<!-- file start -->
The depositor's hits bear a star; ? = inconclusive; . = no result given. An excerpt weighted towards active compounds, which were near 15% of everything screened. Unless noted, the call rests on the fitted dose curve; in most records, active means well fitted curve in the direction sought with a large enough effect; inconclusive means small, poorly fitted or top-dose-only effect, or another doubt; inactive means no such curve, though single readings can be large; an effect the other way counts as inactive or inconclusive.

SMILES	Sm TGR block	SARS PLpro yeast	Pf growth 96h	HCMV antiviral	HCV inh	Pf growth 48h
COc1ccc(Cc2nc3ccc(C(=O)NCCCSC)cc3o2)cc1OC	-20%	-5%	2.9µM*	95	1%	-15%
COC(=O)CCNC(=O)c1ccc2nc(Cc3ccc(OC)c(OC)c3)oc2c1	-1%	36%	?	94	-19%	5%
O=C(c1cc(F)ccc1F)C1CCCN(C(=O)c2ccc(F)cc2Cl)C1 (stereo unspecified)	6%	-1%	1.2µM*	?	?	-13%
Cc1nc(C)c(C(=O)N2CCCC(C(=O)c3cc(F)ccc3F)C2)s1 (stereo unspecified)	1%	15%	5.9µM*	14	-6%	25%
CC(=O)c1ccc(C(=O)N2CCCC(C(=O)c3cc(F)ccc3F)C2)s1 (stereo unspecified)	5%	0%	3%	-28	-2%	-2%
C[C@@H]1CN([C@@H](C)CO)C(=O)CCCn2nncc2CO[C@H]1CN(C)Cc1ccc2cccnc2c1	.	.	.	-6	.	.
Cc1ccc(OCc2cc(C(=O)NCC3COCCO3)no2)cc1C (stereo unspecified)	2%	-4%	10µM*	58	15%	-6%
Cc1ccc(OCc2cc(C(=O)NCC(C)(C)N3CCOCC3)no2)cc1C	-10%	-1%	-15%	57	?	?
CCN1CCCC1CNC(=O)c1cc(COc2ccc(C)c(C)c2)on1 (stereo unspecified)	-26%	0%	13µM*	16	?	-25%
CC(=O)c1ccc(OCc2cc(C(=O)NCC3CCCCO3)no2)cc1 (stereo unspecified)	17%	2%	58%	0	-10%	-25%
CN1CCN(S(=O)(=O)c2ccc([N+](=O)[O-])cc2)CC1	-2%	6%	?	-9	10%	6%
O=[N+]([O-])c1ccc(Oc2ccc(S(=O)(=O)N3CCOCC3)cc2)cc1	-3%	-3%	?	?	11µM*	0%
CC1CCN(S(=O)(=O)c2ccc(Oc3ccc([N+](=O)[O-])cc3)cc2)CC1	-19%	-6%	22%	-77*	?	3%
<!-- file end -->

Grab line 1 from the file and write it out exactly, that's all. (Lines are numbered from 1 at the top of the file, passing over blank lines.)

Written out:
The depositor's hits bear a star; ? = inconclusive; . = no result given. An excerpt weighted towards active compounds, which were near 15% of everything screened. Unless noted, the call rests on the fitted dose curve; in most records, active means well fitted curve in the direction sought with a large enough effect; inconclusive means small, poorly fitted or top-dose-only effect, or another doubt; inactive means no such curve, though single readings can be large; an effect the other way counts as inactive or inconclusive.